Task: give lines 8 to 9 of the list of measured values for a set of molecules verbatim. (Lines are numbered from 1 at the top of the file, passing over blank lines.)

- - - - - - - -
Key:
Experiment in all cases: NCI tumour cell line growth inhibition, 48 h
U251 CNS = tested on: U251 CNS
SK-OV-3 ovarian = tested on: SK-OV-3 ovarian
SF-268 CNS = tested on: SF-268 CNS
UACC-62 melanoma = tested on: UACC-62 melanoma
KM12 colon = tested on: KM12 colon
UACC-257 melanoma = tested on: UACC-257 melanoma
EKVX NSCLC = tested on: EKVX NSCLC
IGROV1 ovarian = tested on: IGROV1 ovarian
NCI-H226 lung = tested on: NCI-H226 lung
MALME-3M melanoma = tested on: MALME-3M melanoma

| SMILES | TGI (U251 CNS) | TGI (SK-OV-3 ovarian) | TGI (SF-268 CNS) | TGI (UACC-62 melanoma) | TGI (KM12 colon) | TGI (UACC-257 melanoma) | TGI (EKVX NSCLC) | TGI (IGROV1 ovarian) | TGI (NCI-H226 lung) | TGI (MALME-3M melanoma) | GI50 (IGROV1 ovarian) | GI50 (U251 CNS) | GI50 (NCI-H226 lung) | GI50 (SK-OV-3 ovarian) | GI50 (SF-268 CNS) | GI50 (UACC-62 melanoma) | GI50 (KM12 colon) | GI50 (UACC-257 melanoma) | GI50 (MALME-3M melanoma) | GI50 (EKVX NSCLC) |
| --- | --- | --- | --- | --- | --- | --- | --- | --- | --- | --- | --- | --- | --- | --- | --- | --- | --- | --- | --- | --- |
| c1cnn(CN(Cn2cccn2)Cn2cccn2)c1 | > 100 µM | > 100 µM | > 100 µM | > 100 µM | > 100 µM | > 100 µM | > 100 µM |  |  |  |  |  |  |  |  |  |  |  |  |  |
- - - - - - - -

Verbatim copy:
UACC-257 melanoma = tested on: UACC-257 melanoma
EKVX NSCLC = tested on: EKVX NSCLC